Pakistan seeks additional $30 bn US aid

April 8th, 2009 - 8:02 pm ICT by IANS  

Taliban By Arun Kumar
Washington, April 8 (IANS) Pakistan has asked for a $30 billion dollar Marshall Plan-like package for Pakistan and Afghanistan over the next five years to fight the Al Qaeda, blunt anti-American sentiment and secure Pakistan from extremists bent on destabilising its civilian government.

The demand was made by Pakistan’s Ambassador to US Husain Haqqani in an interview with the Washington Times published Wednesday.

Haqqani, who plans to attend an international donors meeting for Pakistan in Tokyo next week, said that the cost to the West was negligible compared to that of rescuing failing banks and corporations.

“And the impact in terms of American security and in terms of the longer term stability of the world in a very precarious region will be far greater,” he said, claiming “Pakistan has the will to fight terrorists, it needs the means and the United States should provide those.”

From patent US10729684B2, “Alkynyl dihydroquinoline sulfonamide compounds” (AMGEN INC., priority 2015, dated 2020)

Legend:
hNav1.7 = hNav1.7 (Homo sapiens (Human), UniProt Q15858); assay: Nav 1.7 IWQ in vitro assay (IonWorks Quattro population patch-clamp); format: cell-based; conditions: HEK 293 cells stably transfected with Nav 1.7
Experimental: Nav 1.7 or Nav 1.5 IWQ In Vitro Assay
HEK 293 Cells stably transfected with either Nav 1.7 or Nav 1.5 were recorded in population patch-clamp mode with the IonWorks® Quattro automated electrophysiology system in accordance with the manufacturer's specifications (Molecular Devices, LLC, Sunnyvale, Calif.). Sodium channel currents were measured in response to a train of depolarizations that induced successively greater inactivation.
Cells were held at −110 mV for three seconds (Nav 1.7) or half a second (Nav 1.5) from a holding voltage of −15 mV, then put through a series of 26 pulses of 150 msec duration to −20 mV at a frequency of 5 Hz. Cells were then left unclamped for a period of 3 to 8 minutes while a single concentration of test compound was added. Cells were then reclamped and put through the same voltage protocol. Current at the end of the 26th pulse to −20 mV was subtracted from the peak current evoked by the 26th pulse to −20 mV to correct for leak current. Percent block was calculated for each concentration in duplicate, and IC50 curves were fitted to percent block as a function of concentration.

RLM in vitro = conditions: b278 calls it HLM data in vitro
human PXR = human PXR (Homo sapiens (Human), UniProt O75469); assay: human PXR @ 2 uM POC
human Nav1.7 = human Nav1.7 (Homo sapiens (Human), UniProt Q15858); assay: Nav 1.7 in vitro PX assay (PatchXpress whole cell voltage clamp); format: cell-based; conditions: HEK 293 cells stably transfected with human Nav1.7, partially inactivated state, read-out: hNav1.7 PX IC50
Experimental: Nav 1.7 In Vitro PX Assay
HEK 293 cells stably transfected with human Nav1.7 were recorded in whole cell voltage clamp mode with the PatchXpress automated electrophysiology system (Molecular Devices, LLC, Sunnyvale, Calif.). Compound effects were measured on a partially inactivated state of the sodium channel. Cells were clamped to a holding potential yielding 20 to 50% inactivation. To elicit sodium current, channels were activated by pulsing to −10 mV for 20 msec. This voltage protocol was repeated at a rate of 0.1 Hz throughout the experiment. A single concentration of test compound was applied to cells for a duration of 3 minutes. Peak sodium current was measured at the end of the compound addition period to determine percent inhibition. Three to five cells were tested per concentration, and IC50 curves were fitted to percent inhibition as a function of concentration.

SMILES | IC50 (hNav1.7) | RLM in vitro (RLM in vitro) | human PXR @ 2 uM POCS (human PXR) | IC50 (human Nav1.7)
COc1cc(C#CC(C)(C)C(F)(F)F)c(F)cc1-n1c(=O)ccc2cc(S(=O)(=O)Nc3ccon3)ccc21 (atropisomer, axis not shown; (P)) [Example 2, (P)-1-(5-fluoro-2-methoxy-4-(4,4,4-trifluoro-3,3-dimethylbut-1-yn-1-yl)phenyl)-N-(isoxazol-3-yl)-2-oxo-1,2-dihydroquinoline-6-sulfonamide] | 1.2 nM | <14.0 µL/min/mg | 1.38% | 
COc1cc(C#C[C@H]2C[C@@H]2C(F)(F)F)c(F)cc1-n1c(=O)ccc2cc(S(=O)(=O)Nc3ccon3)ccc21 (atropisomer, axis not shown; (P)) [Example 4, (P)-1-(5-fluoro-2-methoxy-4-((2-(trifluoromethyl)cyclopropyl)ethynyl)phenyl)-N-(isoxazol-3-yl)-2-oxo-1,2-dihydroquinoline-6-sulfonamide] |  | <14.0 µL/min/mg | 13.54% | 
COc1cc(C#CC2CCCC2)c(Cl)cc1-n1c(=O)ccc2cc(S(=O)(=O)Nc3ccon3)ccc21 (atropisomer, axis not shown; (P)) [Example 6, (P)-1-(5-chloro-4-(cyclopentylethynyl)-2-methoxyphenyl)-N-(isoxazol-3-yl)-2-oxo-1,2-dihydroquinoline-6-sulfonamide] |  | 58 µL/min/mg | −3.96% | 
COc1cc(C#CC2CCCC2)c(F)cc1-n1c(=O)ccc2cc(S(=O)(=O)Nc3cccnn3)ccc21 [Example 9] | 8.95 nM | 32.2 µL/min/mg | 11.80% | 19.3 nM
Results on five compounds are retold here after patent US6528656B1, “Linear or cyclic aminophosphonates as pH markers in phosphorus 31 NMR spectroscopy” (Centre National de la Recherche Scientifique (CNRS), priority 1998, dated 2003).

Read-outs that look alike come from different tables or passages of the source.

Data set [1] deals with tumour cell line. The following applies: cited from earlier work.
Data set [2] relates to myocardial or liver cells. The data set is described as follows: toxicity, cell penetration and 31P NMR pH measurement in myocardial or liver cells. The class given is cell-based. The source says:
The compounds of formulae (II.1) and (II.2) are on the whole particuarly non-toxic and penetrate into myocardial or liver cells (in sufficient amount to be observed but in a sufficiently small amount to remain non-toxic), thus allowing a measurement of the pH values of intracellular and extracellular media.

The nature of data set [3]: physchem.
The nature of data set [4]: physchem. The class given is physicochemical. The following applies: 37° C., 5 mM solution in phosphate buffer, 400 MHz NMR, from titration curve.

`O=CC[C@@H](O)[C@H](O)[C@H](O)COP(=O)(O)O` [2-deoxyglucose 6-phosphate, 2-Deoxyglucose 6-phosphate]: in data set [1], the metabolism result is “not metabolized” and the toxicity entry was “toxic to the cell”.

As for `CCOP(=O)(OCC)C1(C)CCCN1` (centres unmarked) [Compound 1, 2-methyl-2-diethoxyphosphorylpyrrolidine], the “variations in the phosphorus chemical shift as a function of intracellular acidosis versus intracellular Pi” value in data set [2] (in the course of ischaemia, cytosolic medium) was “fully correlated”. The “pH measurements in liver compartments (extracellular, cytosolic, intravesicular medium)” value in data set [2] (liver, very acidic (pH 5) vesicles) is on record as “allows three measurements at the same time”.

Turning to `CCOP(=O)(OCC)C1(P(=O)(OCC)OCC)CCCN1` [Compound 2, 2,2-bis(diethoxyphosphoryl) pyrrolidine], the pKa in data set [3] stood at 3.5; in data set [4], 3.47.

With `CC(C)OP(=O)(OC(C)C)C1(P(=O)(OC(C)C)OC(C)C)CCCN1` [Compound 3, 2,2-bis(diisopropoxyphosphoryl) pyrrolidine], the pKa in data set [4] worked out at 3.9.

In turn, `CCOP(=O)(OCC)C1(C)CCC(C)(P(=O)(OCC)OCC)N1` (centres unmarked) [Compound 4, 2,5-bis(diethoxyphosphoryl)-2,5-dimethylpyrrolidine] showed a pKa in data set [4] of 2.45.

The ambassador denied published reports that Pakistan’s Inter-Services Intelligence (ISI) was helping the Taliban, which the spy agency helped create 20 years ago. “There are contacts for source building,” Haqqani said. “The era of active support for jihadis is over.”

Haqqani said he understood concerns regarding Pakistan’s past efforts to fight Taliban extremism in the region, but that the ruling Pakistan People’s Party is fully committed to the war on terror and to partnership with the US.

“It is time for our allies, our partners, especially the United States, to understand that any misgivings and disagreements that relate to the past should not come in the way of helping Pakistan in the present and for the future,” he said.

He cautioned, however, that it would take time to change attitudes in Pakistan. “This is not a switch that can be turned on and off,” he said. It “takes a while for the counter-narrative to be accepted.”

Despite Haqqani’s assurances that the Zardari government is gaining in strength, House Foreign Affairs Committee Chairman Howard Berman last week introduced a bill that would withhold US military aid to Pakistan unless the president certifies that it is not supporting terrorist attacks on India.

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